As researchers race to find a vaccine for the Novel Coronavirus or COVID-19, we are reminded of the importance of vaccines in our society. In just the last 60 years, polio, measles, mumps, rubella, chicken pox, pneumonia, meningitis, smallpox, Hep A & B, type b influenza, Lyme disease and rotavirus were either eradicated or brought under control.
More recent vaccines for diseases such as HPV, Hep E, enterovirus, malaria, dengue fever and ebola have been game changers in the general health of the entire world. As we head toward Fall and the return of school, whether in the classroom or at home, this is the season to make sure you and your children are up-to-date with recommended vaccines.
1. Vaccine-preventable diseases haven’t gone away.
The viruses and bacteria that cause illness and death still exist and can be passed on to those who are not protected by vaccines. In a time when people can travel across the globe in just one day, it’s not hard to see just how easily diseases can travel too.
2. Vaccines will help keep you healthy.
The Centers for Disease Control and Prevention (CDC) recommends vaccinations from birth through adulthood to provide a lifetime of protection against many diseases and infections, such as influenza, pneumococcal disease, human papillomavirus, and hepatitis A and B. Yet many individuals are not vaccinated as recommended, leaving them needlessly vulnerable to illness and long-term suffering.
3. Vaccines are as important to your overall health as diet and exercise.
Like eating right, exercising, and getting regular screenings for diseases such as colon and breast cancer, vaccines can also play a vital role in keeping you healthy. Vaccines are one of the most convenient and safest preventive care measures available.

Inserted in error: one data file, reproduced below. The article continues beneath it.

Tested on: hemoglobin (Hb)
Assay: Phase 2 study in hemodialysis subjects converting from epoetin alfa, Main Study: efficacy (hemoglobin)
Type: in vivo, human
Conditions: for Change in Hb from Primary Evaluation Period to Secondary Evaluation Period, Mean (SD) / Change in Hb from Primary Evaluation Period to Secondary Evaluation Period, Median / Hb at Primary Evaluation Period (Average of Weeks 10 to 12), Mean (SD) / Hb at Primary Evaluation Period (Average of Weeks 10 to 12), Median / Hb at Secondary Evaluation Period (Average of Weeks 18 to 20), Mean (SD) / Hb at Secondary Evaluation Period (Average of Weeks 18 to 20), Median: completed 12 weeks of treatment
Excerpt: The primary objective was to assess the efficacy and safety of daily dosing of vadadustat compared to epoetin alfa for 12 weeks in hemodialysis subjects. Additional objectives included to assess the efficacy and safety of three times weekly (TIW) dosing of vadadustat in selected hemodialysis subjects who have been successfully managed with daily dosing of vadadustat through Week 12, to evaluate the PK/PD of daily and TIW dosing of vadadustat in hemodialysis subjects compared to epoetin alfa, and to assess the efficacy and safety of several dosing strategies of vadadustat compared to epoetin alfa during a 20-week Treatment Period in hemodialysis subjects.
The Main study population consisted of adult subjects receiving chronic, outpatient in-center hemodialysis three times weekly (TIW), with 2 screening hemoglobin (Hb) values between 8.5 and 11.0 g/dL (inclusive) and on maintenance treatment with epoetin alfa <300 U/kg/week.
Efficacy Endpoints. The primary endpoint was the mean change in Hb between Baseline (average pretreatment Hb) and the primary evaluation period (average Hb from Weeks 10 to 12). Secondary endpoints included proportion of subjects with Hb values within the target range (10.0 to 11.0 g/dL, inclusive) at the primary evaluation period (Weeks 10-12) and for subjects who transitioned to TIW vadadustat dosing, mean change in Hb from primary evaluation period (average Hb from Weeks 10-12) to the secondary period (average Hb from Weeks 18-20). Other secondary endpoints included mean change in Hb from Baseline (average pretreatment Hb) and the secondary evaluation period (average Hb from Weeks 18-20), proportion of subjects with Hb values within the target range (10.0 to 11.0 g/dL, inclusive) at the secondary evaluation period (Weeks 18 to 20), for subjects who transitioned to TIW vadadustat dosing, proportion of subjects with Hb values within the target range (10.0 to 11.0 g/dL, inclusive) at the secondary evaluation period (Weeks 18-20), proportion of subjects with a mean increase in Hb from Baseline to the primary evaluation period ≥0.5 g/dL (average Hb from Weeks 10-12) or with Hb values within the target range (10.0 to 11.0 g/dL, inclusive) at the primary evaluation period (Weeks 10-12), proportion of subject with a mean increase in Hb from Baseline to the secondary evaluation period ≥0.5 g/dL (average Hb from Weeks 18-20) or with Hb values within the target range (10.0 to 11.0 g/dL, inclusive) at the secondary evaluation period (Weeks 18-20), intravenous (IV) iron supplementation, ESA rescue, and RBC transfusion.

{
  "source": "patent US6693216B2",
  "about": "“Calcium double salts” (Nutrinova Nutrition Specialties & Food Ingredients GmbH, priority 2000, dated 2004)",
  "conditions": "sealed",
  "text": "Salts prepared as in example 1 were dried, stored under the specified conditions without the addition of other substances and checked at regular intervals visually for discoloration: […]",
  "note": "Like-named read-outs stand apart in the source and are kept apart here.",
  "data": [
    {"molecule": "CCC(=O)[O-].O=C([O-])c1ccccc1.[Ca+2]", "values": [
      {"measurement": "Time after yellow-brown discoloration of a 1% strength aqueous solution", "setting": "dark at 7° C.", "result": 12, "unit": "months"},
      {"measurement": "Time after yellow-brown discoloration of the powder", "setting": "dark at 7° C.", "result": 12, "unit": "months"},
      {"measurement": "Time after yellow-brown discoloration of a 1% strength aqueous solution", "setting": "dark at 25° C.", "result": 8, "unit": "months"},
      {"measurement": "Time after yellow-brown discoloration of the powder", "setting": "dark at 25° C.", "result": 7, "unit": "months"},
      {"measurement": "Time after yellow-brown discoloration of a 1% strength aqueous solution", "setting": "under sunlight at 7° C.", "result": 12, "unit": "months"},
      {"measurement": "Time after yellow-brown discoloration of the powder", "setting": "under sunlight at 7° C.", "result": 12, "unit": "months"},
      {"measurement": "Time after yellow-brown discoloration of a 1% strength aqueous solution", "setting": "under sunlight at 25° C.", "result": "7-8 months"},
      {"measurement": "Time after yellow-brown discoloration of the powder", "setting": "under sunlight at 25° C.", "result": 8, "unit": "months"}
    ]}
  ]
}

4. Vaccination can mean the difference between life and death.
In the US, vaccine-preventable infections kill more individuals annually than HIV/AIDS, breast cancer, or traffic accidents. Approximately 50,000 adults die each year from vaccine-preventable diseases in the US.
5. Vaccines are safe and effective.
Vaccines are among the safest medical products available and can prevent the suffering and costs associated with infectious diseases. The potential risks associated with the diseases that vaccines prevent are much greater than the potential risks from the vaccines themselves.
6. Vaccines won’t give you the disease they are designed to prevent.
You cannot “catch” the disease from the vaccine. Some vaccines contain “killed” virus, and it is impossible to get the disease from them. Others have live, but weakened, viruses designed to ensure that you cannot catch the disease.
7. Young and healthy people can get very sick, too.
Infants and the elderly are at greater risk for serious infections and complications, but vaccine-preventable diseases can strike anyone. If you’re young and healthy, getting vaccinated can help you stay that way.
8. Vaccine-preventable diseases are expensive.
Diseases not only have a direct impact on individuals and their families, but also carry a high price tag for society as a whole, exceeding $10 billion per year in direct and indirect costs. An average influenza illness can last up to 15 days, typically with five or six missed work days.
9. When you get sick, your children, grandchildren, and parents are at risk, too.
A vaccine-preventable disease that might make you sick for a week or two could prove deadly for your children, grandchildren, or parents if it spreads to them. In general, vaccine-preventable diseases are more serious for the very young and the very old. So when you get vaccinated to protect yourself, you’re protecting your family as well.
10. Your family and coworkers need you.
Each year, millions of adults get sick from vaccine-preventable diseases, causing them to miss work and leaving them unable to care for those who depend on them, including their children and/or aging parents.
This blog source is from the National Foundation for Infectious Diseases.